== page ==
Pfizer, Newcon Containment Facility, Germany
Pfizer Manufacturing Deutschland GmbH is a large secondary manufacturing centre for Pfizer in Germany and has a reputation for efficiency, high containment and economy. The facility in Illertissen needed to increase its capacity in early 2006 to accommodate the growing market demand for the newly developed smoking cessation drug Chantix.
The drug was first released to the commercial market in 2006 and Pfizer at Illertissen was the secondary production plant chosen to produce the drug from the highly potent API varenicline, which is produced in Ireland at the Little Island plant.
The problem was there was a lack of capacity at the Illertissen plant for producing solid dosage forms under high containment, such as was required for Chantix.
Because of this the NEWCON facility was conceived, planned and constructed in a short timescale between 2006 and 2008. In addition, Pfizer wanted to make the process more efficient by cutting the requirement for staff to use high containment suits during their day-to-day activities.
In October 2008 the NEWCON facility was named as the International Society of Pharmaceutical Engineers Facility of the Year 2008 overall winner.
Prior to the smoking cessation drug being brought to market, the Illertissen plant had already developed a pilot-scale high containment facility in 2003 inside the existing building, which was called ICON (Illertissen Containment).
This facility demonstrated for the first time many of the new techniques, equipment and principles, which would be needed in the larger NEWCON facility.
ICON introduced dust-free and fully automated production. The features of this system included: a single room concept with a hermetically sealed containment module; state-of-the-art isolator technologies; transport of hazardous substances by vacuum systems and split-valve containment technologies; and the use of laser-guided driverless vehicles, between weighing, granulation machines, tablet presses and coaters. NEWCON was designed on these principles.
The new containment facility for oral solid dosage started construction in 2006 and was designed by PhC Pharmaconsult of Heidelberg, who acted as architect and consultant for the project.
The project and construction management were carried out by Pfizer itself using the experience of the team at Illertissen. The facility cost €35m ($55m) to construct and outfit and was completed six months ahead of schedule in October 2007.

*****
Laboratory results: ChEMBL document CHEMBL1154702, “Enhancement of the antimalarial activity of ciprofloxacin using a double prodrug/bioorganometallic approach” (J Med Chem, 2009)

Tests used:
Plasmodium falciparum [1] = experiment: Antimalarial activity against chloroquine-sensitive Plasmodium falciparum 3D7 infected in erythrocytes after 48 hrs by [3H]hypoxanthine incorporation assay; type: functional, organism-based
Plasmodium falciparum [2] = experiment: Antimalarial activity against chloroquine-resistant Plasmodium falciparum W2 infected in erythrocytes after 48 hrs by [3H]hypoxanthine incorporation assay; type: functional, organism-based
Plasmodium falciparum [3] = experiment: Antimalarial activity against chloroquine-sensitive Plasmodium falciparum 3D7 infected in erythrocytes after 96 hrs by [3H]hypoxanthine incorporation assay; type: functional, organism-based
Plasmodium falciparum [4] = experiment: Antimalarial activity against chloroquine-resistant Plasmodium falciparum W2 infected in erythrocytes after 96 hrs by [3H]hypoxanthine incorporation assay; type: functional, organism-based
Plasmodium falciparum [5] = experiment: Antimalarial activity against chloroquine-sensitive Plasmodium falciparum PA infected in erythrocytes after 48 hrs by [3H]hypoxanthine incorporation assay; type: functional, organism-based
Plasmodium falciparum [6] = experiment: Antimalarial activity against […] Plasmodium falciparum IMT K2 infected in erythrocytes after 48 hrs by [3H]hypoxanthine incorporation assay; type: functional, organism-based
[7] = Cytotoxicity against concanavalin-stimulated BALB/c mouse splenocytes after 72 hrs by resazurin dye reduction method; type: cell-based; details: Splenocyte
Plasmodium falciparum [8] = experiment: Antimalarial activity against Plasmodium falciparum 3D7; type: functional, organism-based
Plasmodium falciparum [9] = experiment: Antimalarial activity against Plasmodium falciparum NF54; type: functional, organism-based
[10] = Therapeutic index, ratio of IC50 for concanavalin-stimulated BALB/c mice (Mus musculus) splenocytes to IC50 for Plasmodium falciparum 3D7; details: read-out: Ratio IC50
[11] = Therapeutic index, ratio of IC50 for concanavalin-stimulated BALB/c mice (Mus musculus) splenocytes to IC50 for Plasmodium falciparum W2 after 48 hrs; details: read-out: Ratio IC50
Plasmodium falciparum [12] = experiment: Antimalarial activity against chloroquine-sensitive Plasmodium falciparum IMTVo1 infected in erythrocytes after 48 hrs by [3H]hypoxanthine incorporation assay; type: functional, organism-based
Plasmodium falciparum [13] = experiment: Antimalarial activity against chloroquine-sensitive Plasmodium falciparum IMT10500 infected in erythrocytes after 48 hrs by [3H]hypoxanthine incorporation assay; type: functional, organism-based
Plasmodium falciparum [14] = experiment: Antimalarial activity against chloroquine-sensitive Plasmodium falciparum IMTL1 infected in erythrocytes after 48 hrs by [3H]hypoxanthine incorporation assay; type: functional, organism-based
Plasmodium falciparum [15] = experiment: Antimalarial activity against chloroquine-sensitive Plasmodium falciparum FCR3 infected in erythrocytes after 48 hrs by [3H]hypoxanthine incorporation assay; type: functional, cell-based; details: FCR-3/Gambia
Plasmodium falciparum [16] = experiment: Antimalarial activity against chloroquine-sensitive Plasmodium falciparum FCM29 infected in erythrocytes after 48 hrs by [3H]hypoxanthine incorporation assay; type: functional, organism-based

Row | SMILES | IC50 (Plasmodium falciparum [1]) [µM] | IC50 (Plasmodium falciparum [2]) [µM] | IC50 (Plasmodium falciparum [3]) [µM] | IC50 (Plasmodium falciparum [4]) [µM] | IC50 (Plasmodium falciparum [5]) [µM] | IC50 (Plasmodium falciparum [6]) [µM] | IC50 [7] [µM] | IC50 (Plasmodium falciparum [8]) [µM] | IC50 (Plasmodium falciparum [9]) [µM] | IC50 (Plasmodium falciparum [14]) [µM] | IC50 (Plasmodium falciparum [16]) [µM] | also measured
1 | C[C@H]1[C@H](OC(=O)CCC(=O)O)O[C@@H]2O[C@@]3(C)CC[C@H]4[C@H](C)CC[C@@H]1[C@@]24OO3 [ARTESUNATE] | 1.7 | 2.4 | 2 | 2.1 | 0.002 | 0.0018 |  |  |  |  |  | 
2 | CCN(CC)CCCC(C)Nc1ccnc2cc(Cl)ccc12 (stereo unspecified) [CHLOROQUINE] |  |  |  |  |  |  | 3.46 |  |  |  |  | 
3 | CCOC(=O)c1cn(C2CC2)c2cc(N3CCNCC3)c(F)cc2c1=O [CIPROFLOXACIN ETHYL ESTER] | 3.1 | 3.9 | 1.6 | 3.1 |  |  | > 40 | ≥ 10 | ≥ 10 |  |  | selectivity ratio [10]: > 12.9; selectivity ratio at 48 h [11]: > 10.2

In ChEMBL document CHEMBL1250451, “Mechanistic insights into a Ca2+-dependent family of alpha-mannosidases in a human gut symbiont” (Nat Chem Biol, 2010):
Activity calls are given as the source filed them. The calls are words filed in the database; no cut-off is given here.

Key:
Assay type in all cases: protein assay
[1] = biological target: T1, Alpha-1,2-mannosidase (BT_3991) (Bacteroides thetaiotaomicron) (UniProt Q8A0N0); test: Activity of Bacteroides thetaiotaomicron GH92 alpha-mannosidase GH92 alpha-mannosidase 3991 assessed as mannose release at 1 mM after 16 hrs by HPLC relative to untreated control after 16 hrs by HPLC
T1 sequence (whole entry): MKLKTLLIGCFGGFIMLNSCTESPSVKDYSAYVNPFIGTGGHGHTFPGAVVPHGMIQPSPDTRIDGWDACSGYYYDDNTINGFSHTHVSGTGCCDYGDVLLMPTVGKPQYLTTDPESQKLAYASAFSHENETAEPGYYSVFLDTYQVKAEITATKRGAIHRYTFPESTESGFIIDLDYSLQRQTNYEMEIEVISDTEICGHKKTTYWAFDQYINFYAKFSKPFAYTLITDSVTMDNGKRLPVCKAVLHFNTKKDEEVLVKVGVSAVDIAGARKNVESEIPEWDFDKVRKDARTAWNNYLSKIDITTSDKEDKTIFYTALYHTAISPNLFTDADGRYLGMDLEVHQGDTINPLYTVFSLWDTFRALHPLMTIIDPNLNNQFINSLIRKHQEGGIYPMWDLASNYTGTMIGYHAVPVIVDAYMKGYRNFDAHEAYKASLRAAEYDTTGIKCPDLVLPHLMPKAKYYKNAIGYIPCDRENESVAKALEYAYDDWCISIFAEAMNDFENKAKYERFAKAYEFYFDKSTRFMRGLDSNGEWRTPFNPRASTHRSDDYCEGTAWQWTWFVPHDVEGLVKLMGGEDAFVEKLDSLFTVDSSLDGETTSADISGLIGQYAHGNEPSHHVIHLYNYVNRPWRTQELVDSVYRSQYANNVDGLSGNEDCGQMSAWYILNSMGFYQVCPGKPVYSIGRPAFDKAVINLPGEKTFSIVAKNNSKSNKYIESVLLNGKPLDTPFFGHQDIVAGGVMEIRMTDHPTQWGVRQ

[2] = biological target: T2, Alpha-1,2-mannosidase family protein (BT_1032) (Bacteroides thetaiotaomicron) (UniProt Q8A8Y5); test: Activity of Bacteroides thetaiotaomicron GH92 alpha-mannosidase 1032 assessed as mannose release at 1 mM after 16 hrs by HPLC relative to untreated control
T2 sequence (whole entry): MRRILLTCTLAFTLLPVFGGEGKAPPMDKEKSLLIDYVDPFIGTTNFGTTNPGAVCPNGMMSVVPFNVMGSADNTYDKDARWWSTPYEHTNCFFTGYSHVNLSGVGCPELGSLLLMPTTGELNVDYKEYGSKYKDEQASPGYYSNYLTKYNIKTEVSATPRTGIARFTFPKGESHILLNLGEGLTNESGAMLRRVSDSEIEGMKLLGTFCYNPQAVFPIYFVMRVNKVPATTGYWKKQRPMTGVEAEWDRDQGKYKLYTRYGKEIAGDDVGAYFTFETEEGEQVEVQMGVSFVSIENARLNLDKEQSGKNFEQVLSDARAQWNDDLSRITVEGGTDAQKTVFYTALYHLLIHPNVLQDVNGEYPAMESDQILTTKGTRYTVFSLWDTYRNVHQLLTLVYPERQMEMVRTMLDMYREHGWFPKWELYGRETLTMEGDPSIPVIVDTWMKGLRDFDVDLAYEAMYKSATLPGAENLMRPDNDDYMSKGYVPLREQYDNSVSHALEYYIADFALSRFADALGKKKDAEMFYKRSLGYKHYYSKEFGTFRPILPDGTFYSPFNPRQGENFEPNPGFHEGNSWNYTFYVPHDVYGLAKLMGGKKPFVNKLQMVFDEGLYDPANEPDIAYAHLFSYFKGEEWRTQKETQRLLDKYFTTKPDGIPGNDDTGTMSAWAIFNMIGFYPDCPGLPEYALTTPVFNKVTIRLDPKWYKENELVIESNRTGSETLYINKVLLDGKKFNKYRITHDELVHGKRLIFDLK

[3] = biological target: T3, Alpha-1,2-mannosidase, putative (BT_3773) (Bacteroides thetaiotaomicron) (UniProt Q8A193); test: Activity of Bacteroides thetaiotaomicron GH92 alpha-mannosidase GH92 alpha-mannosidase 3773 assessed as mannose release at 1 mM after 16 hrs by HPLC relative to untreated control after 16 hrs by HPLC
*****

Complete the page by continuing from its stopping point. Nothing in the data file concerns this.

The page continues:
The new facility is 83,958ft² (7,800m²) in floor space and contains state-of-the-art containment technology. The NEWCON facility is a single-floor, single-containment module that is able to house up to three production trains, with the first train currently operational for the production of Chantix (Varenicline).
The concept of NEWCON uses a through-the-wall design where all production areas are screened off with a transparent containment screen inside a dedicated processing module; the driving machinery is located outside these areas for easy access for maintenance and repair.
The maximum workplace exposure to the API varenicline (dust/particle exposure) is set at 1–10µg per m³ but the NEWCON facility is considerably within this, only allowing a maximum of 0.1µg per m³. This level of containment has made it possible to undertake near dust-free production and a fully automated production of the new film-coated tablets. It is one of the first containment facilities across the world to adopt this level of automatic control.
All of the critical process stages can be monitored and controlled from a separate control area so that employees are not exposed to any dust that may be generated during the tablet production run. The production stages have been designed so that there are much lower frictional losses and there are far fewer employees.
The facility makes full use of process analytical technology (PAT) to carry out quality checks on the products. For example, near infrared (NIR) spectroscopy is used to confirm the homogeneity of batches and the presence of the active ingredient. Other PAT technology is used to check weight, hardness and diameter of the tablets.
The facility also uses the concept of lean manufacturing with three batches being processed simultaneously in different parts of the building. The three-shift system and semi-continuous production allows over a billion tablets to be produced every year.